Freshman year I became interested in entrepreneurship while at Harvard. Junior year I launched my first Web business, http://flyingchickens.com, with my Tagged co-founder, Johann. The site offered a price-comparison shopping engine for Harvard text books; we invested $200 and made $2000.
What is your take on college in 2012? Many successful entrepreneurs are skeptical of how much college actually prepares students for the real world. Would you advise an ambitious youth to go college today?
If you want to go to college, make sure you're doing it for the right reasons: 1. picking up applicable skills or 2. for the social aspect and personal growth. If either of these reasons applies, I think you should go.
What is the best way to overcome obstacles and dealing with failure as an entrepreneur?
The way you overcome obstacles is to find a way to go over it, under it, around it or ram right through it — you just find a way, and there's always a way. You must realize that every entrepreneur has failed. Failure is merely a point on the way to success. When you have a failure, you must crystallize all the learnings from that failure so you don't repeat the failure again at a higher cost.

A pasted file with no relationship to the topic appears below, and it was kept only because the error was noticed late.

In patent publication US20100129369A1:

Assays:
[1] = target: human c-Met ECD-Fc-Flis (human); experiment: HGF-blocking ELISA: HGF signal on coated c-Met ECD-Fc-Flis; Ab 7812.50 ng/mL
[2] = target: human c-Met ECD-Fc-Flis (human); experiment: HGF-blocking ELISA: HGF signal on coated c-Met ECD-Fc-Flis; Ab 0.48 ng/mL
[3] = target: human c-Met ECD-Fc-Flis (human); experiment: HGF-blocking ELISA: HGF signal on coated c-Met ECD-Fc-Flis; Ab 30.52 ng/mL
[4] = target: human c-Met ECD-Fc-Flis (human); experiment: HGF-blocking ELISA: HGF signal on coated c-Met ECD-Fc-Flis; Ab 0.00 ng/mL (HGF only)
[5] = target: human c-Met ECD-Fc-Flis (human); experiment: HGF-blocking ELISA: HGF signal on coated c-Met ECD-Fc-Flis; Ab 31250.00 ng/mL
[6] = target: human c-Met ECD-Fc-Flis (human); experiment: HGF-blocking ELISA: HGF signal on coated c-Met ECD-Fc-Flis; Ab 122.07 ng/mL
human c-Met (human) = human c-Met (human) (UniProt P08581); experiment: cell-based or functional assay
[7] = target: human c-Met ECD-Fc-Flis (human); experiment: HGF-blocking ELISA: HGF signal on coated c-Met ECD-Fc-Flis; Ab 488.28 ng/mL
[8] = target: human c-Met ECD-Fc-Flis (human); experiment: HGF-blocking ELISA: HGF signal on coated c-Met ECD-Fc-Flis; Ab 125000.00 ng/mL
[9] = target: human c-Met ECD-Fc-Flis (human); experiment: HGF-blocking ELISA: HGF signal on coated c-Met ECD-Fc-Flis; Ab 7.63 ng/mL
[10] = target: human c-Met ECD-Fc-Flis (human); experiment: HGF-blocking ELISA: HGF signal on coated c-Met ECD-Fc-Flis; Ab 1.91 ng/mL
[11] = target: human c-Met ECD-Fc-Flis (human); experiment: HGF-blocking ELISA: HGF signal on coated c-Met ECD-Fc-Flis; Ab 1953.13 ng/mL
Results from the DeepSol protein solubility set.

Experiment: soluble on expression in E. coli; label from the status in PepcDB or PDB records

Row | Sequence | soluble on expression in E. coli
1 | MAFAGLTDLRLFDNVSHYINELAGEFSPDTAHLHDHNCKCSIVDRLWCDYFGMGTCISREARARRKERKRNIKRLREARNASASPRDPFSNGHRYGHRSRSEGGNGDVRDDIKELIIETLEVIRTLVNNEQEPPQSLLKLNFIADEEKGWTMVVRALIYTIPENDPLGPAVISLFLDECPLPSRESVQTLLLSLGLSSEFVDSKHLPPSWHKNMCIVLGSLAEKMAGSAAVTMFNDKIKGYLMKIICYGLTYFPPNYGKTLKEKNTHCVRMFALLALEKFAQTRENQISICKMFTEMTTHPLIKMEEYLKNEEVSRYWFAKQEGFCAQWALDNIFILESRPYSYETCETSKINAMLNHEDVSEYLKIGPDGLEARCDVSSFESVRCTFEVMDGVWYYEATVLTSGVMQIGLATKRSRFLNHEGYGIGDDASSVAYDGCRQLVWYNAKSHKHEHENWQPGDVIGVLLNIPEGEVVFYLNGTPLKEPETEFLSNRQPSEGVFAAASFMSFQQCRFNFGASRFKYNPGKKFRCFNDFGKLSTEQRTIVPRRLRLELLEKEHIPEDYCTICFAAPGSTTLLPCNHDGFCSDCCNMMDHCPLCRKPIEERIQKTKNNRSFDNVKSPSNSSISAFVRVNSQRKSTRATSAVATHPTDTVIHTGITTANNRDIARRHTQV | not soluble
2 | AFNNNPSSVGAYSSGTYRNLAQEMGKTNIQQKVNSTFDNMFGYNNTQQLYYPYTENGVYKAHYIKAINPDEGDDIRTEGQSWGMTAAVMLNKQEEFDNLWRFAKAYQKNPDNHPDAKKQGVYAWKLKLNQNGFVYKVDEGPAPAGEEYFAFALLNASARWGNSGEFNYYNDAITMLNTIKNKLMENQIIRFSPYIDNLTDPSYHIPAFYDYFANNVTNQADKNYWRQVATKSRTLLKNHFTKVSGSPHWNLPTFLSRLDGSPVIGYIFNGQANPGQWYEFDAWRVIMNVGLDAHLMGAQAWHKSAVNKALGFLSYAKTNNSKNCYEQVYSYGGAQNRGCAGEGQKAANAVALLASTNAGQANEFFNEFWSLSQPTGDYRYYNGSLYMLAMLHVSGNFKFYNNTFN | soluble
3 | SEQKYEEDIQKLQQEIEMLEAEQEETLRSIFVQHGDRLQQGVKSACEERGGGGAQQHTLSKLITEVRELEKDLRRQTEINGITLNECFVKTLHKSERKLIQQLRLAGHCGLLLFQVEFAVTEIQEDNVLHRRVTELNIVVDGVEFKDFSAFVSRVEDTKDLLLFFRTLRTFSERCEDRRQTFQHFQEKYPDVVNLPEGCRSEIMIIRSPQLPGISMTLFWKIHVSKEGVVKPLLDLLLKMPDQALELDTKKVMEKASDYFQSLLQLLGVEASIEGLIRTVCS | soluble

What motivates you to wake up in the morning and work harder than everybody else?
My main motivation is a passion for our mission. I believe the Internet will forever change the way people meet and connect, and so I continue to pursue Tagged's mission to enable anyone to meet and socialize with new people.
Right now, in the midst of the second tech boom, we consistently see Internet startups transform into billion dollar IPO's over the course of just a few years. Is this just a bubble? What do you think the next great opportunity or trend will be that is of equal caliber to this tech boom?
I don't believe it's just a bubble. Companies going public today have real, solid financials and are valued on relatively low financial multiples. The growth and adoption of smartphones and tablets is unprecedented. Mobile has already transformed many industries and will transform more.
What are those critical first steps that every entrepreneur must take on the road to success? What must you first do to get a venture off the ground?
The first step is to decide that you're going to do it — just do it. Fully commit. I left my Stanford PhD program to start Tagged when I realized I needed to choose a single focus. Getting your venture off the ground is different for every business — for some the first step might be finding a co-founder or raising money, while others need to grow their team or build a prototype.
Have you had any setbacks that discouraged you from the risk-filled world of entrepreneurship?